Campus clashes as universities become new battleground in Hong Kong anti-government unrest
- Chinese University’s Sha Tin site was again plunged into hours-long confrontations between police and demonstrators
- Protesters were angered by a student’s recent death, and by school bosses’ response to citywide turmoil
At noon on Tuesday, a post widely circulated among Hong Kong protesters’ groups called in reinforcements for their comrades at three universities, labelling the schools the “most important battlegrounds, which must not be lost”.
It was the second day Chinese University (CUHK) was plunged into hours-long, intense confrontations between police and anti-government demonstrators. It was also a day police fired tear gas outside City University as early as 7.20am, and got into a showdown with students at the University of Hong Kong (HKU).
Police said they had every right to enter campuses to make arrests, and the sites should not be safe havens for criminals. But to some students, campuses are like homes and must be duly guarded, even with escalating violence.
“The university is a place for academic freedom. It’s not entirely a public place that the police can enter whenever they want,” said a CUHK postgraduate student, who took part in stand-offs at the Sha Tin campus on both Monday and Tuesday and wished to remain anonymous.
Protesters started by moving sporting equipment to a roadblock outside the university gym. They later set fire to a trashed car inside the campus and threw petrol bombs.
Police fired multiple rounds of tear gas at protesters as the latter retreated onto the campus. Officers gave chase and continued to fire tear gas at a sports ground.
The stalemate lasted into the night, with university president Rocky Tuan Sung-chi trying to mediate.
The anonymous CUHK student noted that police cited protesters’ barricades on Tolo Highway as a reason for the officers’ arrival. But he called the police action “totally disproportionate”.
“Police only need to clear roadblocks; I don’t think they should come in and fire so many rounds of tear gas on the campus,” he said. “This does not help them arrest anyone.”
At CityU in Kowloon Tong, riot police arrived at about 7.15am to pull down barricades on Cornwall Street outside the institution. They fired tear gas, with several canisters landing near halls of residence, according to two students.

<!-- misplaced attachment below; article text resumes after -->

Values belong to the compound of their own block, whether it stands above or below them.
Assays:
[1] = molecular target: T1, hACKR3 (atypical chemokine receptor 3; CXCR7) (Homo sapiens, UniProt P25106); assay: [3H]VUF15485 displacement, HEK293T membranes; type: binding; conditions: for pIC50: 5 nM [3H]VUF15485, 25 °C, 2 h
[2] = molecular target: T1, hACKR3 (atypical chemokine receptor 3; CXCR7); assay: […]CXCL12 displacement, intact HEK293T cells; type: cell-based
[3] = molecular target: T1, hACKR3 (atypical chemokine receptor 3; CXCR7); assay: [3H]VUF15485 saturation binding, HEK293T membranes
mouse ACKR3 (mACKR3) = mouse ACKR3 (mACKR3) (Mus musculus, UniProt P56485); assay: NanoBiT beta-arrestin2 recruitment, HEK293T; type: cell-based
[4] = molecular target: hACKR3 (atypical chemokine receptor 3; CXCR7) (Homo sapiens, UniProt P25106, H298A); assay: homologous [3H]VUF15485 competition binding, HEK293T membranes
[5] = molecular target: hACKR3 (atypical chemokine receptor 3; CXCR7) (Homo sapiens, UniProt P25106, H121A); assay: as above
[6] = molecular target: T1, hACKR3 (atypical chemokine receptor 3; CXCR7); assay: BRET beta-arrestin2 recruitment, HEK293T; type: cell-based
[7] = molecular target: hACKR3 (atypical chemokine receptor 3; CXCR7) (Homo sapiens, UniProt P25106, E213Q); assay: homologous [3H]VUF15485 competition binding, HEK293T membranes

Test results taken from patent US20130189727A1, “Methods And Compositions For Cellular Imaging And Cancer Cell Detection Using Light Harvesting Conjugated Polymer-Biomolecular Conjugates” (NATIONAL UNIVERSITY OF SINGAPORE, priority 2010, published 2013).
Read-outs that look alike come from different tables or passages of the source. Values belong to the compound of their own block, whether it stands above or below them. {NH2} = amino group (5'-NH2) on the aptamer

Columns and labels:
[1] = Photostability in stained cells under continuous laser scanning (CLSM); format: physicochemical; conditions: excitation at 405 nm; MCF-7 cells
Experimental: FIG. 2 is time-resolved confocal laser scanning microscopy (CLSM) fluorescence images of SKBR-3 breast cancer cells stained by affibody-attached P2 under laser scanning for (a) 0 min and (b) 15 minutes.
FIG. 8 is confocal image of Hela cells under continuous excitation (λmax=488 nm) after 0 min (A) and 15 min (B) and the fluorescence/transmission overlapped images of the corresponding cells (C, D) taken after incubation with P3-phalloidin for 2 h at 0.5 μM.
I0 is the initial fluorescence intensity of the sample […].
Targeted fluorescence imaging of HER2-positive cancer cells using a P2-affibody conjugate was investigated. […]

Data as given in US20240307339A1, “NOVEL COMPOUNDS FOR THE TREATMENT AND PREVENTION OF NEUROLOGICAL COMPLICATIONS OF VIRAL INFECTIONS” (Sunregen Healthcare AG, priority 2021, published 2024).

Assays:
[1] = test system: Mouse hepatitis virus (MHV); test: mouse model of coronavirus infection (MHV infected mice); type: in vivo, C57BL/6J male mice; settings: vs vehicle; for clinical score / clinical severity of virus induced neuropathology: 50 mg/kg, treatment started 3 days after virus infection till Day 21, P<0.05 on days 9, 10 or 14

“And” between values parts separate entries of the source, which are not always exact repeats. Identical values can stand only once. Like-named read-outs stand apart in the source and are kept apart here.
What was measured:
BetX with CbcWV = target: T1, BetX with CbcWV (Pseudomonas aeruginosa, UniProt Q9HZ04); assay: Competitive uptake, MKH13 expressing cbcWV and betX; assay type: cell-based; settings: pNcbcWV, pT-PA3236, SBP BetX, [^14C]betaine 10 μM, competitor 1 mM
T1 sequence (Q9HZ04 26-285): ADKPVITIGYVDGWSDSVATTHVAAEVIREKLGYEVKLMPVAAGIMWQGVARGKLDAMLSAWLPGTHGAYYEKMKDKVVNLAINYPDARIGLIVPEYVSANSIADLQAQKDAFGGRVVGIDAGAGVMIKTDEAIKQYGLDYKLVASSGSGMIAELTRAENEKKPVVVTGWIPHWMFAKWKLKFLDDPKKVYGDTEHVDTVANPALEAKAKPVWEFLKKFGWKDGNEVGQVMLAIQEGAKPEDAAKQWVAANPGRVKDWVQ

Officers later returned to fire more rounds of tear gas and rubber bullets at student protesters, who had been based on a footbridge connecting a dormitory and the main campus.
Two business students, who helped restore roadblocks in the afternoon and identified themselves as Cat and Kelly, said they “had a responsibility to step up violence to protect [their] home”.
Kelly said students’ desire to take to the streets over the past days was fuelled in no small way by the death of Chow Tsz-lok, the Hong Kong University of Science and Technology student who succumbed to his injuries last week after a fall inside a car park near a police dispersal operation, and an officer firing live rounds on Monday at an unarmed protester who was also a student.
However, a lack of trust in university management may have also prompted students to take matters into their own hands. Cat criticised CityU management for not standing up for students, especially the arrested ones.
“That’s why, when police come onto our campus, we students will have to take up the role of [protecting our campus] by increasing violence,” Kelly said.
It was the same for an HKU student surnamed Lau, who said he was extremely disappointed that university president Zhang Xiang had condemned the violence of protesters, as well as that of police.
“Zhang doesn’t understand what happened, or what he was doing is just for his own interest. Our violence cannot be compared to the police’s,” he said.
Another HKU student, surnamed Tang, who lived in a dormitory, said students blocked some entrances of the campus with chairs and desks on Monday only to “send a message to urge fellow students to join the class boycott”.
“Police’s entry yesterday surprised us,” she said. “That’s why we decided to continue to set up roadblocks … We escalated our action when the police escalated theirs.”
Kong Wing-cheung, senior superintendent for the Police Public Relations Branch, said officers had full legal power to enter campuses and to apply for search warrants for student dormitories.
“I can certainly tell you we are not intending to charge into the campuses, we are just trying to disperse and arrest alleged criminals. Unless you’re telling me it is not criminal to throw objects onto highways,” he said. “The best scenario would be if these criminals turned themselves in.”
He said 30 petrol bombs had been hurled at officers in 20 minutes during a stand-off on the CUHK campus. He showed pictures of students holding bows and arrows.
Near HKU, he said, protesters had thrown chairs from a footbridge onto vehicles passing underneath.
Kong said one of the chairs hit the feet of a motorbike driver, causing him to lose balance, a “near-murder act”.
He said groups of masked protesters also dropped objects from a footbridge onto the road near Polytechnic University and threw a petrol bomb onto the railway.
That universities were open to police was part of the message conveyed by Matthew Evans, HKU’s science dean, together with several other deans, to student protesters as they urged students to stay safe and not attack officers on Tuesday.
“What is the bigger thing? Is the bigger thing standing here and chucking a rock at a policeman, or, to say, ‘I don’t need to do that … I will be one of the people who tries to solve the problems?’” he asked.
“What is happening now is not sustainable,” he said. “It needs to end, somehow.”
“These are kids,” Evans told reporters. “They are my students, they are other people’s students, sons and daughters of families … I am actually worried.”
Additional reporting by Kimmy Chung and Joyce Ng